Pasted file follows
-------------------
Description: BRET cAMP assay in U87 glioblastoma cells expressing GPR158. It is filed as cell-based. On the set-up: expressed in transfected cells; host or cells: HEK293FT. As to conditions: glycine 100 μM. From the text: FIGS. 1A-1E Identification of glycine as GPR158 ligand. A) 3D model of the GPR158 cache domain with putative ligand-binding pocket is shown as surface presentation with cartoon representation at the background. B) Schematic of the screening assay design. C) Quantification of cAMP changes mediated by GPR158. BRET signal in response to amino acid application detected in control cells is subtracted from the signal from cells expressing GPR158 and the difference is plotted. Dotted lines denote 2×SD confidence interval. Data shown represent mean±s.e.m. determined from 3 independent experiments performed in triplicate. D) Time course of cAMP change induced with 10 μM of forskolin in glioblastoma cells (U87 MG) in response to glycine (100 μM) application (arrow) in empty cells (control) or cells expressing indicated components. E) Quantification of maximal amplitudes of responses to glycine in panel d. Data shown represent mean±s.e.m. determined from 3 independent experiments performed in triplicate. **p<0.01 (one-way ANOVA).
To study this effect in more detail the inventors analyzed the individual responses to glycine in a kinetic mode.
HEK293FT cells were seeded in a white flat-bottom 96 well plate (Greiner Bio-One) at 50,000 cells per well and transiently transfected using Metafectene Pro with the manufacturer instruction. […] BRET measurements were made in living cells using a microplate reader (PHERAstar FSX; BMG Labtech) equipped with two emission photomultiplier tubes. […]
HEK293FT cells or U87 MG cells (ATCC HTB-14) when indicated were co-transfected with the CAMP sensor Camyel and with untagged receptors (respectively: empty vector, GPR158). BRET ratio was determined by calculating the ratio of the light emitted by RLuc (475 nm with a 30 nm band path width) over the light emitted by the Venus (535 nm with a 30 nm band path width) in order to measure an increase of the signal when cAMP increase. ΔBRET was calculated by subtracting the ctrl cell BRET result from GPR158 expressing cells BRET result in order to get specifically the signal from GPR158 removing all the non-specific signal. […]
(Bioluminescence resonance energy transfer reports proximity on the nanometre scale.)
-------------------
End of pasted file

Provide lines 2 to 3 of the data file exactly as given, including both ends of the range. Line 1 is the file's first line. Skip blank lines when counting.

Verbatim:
To study this effect in more detail the inventors analyzed the individual responses to glycine in a kinetic mode.
HEK293FT cells were seeded in a white flat-bottom 96 well plate (Greiner Bio-One) at 50,000 cells per well and transiently transfected using Metafectene Pro with the manufacturer instruction. […] BRET measurements were made in living cells using a microplate reader (PHERAstar FSX; BMG Labtech) equipped with two emission photomultiplier tubes. […]